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Changing Lives

For the past eight years, a young lawyer and his team have been training marginalized teens for law entrances and spreading the message of equality and social justice

By Sucheta Dasgupta


Change often springs from the loneliest of places, the poorest of homes. Sometimes, suffering has wings. This is the story of how a young lawyer chose to give up legal practice and start an initiative that has impacted the lives of scores of marginalized youngsters. They have not only dreamt the social justice dream but have also been trained to access education at India’s most prestigious law colleges. This is also their story.

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It all started eight years ago when Shamnad Basheer (39) stepped into the lecture hall of National University of Juridical Sciences (NUJS) in Kolkata. Basheer was a product of the National Law School in Bangalore and had practiced in a Delhi intellectual property law firm for about two-and-a-half to three years before leaving for Oxford to do his post-graduation. He then went to Washington for his first teaching job.

Basheer moved back to India after getting in touch with Prof MP Singh, NUJS’ visionary vice-chancellor, who was very keen on changing the face of legal education in India. Singh wanted to convert NUJS into a re-search hub and experiment with new pedagogical models.

Teaching at NUJS, Basheer soon realized that the class composition was such that when he picked up a topic like the Plant Varieties Act which touches agriculture, most of his students were unable to fully comprehend as they did not have any first-hand experience of an agricultural field. This was because over 95 percent students were from a very upper middle class privileged India.

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As Basheer says, “This would have been okay for any other educational institution but for law it was really stark because on the one hand, we were teaching things like fairness, equality, equity, constitutional values, inclusiveness, the idea of India and all of that, and on the other, our class composition was completely at odds with all the goals we were teaching because it was exclusionary and more than 95 percent of India was not represented in our classroom.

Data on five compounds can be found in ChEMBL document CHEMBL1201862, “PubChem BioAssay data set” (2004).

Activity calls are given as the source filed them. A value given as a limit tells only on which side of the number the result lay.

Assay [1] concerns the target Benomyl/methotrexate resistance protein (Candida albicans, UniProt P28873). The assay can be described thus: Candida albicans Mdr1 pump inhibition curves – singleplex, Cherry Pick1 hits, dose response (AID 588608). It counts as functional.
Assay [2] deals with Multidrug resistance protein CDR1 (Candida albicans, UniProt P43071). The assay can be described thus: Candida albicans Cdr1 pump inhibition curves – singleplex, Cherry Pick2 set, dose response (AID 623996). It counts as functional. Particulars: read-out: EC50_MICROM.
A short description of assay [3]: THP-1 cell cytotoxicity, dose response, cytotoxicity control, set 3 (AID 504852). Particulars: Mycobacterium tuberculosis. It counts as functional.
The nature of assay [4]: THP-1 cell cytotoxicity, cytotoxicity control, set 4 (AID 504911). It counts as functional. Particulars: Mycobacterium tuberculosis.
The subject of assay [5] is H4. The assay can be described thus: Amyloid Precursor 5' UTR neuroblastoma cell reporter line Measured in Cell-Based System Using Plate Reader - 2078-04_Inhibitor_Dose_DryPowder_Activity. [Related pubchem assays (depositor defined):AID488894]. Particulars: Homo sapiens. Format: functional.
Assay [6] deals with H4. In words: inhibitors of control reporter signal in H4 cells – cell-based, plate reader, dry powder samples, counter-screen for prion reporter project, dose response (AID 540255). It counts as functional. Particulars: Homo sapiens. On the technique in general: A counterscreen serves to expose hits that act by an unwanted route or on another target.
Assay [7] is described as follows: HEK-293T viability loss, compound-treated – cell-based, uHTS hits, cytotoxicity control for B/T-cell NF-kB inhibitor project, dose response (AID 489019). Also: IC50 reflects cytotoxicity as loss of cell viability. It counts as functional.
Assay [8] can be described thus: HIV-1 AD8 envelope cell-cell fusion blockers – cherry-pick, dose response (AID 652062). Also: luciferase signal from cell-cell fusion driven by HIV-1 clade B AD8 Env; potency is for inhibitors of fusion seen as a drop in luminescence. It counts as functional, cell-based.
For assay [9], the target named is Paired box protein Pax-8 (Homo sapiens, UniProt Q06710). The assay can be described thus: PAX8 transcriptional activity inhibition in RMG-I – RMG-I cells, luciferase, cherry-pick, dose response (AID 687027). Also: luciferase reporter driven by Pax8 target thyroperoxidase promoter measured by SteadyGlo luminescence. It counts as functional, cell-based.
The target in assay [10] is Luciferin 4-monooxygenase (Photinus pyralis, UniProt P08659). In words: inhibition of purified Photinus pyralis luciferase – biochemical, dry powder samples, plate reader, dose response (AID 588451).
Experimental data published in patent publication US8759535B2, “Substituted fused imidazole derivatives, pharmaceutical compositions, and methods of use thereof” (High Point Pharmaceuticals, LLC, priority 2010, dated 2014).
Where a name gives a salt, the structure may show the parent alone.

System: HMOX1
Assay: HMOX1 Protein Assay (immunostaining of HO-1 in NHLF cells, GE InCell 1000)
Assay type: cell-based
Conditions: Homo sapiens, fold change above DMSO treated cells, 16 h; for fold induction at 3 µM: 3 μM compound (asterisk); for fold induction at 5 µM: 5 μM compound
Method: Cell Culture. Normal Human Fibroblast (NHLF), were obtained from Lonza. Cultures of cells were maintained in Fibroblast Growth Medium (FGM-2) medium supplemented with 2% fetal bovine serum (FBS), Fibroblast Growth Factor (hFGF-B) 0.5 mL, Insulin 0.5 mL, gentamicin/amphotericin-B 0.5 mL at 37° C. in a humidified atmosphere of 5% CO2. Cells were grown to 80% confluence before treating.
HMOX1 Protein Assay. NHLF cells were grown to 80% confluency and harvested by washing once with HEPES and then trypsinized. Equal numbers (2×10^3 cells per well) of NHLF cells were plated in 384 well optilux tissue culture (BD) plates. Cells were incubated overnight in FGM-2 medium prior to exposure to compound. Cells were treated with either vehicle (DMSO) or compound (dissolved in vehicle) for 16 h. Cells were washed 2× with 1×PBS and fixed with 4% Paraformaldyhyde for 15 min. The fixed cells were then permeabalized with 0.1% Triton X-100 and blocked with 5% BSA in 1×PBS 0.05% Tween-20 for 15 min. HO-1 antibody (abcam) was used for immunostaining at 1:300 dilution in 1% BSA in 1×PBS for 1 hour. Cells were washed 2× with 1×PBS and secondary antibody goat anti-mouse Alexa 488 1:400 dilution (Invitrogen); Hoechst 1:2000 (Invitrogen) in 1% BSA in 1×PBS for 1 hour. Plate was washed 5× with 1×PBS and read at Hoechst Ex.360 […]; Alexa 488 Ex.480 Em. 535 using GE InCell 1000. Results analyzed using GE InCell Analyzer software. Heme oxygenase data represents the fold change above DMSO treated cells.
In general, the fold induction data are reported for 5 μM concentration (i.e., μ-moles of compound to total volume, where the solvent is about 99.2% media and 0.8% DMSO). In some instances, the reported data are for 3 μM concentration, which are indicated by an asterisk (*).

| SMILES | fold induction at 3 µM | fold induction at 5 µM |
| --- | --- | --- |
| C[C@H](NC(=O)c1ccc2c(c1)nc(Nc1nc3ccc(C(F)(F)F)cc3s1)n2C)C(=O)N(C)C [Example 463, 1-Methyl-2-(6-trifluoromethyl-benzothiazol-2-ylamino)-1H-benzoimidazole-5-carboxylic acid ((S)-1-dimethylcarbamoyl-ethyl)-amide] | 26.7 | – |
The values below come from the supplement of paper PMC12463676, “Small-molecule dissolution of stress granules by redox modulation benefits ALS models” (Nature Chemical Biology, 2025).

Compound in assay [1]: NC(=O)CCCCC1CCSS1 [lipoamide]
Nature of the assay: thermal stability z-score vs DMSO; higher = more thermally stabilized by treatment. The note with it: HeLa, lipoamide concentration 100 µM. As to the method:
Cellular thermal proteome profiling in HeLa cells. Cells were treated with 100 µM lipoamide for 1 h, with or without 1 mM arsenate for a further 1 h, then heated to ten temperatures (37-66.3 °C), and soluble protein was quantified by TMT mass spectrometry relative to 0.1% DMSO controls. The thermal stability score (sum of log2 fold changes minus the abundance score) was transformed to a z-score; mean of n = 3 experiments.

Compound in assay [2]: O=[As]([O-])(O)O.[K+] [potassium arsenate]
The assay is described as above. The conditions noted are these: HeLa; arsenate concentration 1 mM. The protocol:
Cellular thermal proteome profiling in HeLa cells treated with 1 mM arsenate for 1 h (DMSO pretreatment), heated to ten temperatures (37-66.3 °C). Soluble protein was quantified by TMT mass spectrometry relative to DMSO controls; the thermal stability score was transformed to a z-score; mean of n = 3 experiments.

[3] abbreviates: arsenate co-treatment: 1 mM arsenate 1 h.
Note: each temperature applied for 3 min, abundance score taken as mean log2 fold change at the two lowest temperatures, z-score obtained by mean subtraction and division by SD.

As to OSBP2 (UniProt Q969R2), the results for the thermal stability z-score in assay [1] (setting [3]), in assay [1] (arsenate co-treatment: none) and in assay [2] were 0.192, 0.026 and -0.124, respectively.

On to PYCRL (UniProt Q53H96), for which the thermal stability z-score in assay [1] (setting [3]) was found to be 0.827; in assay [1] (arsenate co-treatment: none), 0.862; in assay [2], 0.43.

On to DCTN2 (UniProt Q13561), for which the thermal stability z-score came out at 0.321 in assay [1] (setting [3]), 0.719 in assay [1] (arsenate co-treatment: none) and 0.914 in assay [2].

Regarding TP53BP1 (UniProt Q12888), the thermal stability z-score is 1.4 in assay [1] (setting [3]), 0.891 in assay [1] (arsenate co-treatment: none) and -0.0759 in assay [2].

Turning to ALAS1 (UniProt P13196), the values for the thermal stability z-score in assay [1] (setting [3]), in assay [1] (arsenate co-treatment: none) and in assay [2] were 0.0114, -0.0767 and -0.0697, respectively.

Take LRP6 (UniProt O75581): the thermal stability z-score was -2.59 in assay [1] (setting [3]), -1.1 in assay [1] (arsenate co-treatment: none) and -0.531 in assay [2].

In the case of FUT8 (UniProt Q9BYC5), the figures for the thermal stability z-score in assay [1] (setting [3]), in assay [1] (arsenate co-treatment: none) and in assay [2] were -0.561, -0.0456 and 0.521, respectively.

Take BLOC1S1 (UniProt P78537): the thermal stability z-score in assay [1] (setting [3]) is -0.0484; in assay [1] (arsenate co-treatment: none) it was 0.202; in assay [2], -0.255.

“This also included places like the North-east and Kashmir. There was severe under representation from marginal communities, Dalits, minority populations and other groups and unless we let these students into the room, we couldn’t really call ourselves a law institution teaching constitutional values.”

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So Basheer and Singh brainstormed the problem, even speaking to scholars from around the world, and thus IDIA (Increasing Diversity by Increasing Access) was born. At this stage, there were three bottlenecks: English, the steep price of the application forms and the law school tuition fee that ran into `2-3 lakh a year. “Now, all the really good programs in law schools are the ones that are completely student-run. And so I said, let’s put power in the hands of the students. This serves two goals: One is that it works, and if you give them complete freedom and make it their baby, they tend to do a good job when you stand out of their way. Two, since many of these students are from upper middle class privileged India, this will give them a chance to get socially sensitized because they would be going into parts of India they would otherwise have never have gone to. It works both ways, it helps them, and it helps the project and it creates better lawyers down the line,” says Basheer.

As things stand today, IDIA has established its network in 17 states with a core team of eight full-time people and 400 student volunteers. Starting out from a government school in Pelling in west Sikkim, it has sent five batches of students to law colleges nationwide and currently supports the education of about 50 students. Its first batch is set to graduate this year.

So what is the methodology followed by IDIA? IDIA goes for a three-step procedure. It first reaches out to schools in towns and villages, for instance, to the Jawaharlal Nehru Vidyalayas in Warangal, Jodhpur and Jalore, attempting to generate interest in law. It also collaborates with NGOs such as Kranti in Mumbai. Kranti works with the children of sex workers. In Kolkata, it is working with transgender groups.